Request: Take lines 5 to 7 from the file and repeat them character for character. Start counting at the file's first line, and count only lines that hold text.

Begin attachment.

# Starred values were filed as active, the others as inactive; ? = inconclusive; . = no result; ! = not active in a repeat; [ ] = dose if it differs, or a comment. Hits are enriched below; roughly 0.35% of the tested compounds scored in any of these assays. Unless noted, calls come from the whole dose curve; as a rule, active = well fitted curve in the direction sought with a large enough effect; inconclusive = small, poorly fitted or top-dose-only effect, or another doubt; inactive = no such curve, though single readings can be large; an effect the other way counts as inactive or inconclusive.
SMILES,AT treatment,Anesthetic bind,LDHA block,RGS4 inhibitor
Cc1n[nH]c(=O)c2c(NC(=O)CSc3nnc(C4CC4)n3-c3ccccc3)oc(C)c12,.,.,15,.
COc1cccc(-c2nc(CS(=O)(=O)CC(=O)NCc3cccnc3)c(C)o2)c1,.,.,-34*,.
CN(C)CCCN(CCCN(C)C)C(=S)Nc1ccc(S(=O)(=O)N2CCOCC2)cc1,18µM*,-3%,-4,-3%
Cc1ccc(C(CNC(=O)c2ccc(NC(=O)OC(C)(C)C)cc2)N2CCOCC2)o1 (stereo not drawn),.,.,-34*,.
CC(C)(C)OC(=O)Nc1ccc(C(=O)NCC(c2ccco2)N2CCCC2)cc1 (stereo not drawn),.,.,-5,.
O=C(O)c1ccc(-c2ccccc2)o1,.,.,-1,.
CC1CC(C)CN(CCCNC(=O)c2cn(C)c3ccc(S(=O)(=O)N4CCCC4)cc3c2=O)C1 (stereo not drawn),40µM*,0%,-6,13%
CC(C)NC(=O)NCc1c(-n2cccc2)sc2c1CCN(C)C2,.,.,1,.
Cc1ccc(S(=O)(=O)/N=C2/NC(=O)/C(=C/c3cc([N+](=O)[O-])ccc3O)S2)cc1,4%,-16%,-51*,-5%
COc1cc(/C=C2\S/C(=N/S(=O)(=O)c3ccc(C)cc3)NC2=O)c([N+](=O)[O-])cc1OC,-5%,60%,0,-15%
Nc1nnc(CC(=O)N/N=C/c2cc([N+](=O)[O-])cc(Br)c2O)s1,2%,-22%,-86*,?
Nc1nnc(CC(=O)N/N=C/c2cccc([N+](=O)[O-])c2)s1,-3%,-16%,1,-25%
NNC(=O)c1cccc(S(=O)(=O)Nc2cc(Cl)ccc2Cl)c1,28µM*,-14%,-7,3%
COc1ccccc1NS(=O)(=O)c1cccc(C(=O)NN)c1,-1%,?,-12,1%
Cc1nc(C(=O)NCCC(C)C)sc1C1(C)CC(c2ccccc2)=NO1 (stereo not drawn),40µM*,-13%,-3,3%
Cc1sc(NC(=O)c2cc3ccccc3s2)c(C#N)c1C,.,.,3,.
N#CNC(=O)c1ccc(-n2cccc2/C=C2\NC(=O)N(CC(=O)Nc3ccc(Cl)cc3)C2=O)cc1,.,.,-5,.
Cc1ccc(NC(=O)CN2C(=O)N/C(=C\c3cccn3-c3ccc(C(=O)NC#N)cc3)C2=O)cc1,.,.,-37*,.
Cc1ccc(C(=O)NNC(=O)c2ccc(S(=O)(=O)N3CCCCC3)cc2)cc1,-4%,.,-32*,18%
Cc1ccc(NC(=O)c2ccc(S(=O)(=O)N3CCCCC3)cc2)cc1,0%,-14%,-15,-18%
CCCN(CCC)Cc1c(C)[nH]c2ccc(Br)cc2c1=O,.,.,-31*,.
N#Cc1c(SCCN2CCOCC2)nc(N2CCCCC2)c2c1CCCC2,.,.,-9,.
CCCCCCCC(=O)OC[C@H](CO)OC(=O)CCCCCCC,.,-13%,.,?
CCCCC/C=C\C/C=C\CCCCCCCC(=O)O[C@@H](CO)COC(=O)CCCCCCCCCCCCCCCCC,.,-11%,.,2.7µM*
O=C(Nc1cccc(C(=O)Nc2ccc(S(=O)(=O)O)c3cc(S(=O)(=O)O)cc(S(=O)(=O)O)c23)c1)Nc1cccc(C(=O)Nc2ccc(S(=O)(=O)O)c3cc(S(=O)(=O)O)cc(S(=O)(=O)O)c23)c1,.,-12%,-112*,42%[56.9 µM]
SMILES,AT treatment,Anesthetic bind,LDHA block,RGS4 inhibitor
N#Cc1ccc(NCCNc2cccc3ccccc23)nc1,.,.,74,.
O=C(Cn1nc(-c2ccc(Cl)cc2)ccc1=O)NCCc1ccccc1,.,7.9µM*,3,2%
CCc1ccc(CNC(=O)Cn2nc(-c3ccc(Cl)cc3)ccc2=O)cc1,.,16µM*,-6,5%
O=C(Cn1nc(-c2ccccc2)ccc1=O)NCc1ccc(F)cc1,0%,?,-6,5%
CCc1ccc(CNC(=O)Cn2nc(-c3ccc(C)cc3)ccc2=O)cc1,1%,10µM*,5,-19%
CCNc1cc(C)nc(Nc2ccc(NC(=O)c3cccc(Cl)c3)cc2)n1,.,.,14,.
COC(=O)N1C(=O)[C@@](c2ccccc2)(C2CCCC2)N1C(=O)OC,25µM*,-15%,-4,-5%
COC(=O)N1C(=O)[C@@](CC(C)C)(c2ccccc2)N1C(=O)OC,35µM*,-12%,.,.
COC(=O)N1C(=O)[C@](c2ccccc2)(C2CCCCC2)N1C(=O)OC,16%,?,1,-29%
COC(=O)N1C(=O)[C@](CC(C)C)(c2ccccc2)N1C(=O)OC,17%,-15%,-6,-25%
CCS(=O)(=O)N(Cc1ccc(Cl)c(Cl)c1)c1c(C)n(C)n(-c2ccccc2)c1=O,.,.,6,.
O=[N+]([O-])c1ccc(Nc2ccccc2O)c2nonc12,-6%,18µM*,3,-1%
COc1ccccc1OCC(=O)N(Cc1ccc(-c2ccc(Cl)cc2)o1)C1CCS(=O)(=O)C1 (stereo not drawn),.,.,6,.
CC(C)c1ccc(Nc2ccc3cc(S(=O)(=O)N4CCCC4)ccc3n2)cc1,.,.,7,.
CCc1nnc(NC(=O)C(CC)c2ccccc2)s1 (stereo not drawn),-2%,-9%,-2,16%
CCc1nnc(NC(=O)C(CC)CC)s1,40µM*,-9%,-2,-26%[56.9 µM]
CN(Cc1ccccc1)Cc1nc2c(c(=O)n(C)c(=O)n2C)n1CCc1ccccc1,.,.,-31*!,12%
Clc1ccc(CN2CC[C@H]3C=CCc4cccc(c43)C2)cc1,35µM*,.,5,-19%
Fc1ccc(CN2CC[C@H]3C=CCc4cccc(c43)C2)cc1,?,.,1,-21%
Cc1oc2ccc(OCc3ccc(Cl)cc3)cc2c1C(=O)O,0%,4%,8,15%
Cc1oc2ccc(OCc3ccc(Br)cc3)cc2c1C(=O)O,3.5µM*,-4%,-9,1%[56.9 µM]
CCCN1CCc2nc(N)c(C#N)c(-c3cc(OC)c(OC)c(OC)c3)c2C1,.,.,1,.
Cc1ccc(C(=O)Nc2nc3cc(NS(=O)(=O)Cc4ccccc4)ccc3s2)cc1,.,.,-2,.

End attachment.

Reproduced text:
CN(C)CCCN(CCCN(C)C)C(=S)Nc1ccc(S(=O)(=O)N2CCOCC2)cc1,18µM*,-3%,-4,-3%
Cc1ccc(C(CNC(=O)c2ccc(NC(=O)OC(C)(C)C)cc2)N2CCOCC2)o1 (stereo not drawn),.,.,-34*,.
CC(C)(C)OC(=O)Nc1ccc(C(=O)NCC(c2ccco2)N2CCCC2)cc1 (stereo not drawn),.,.,-5,.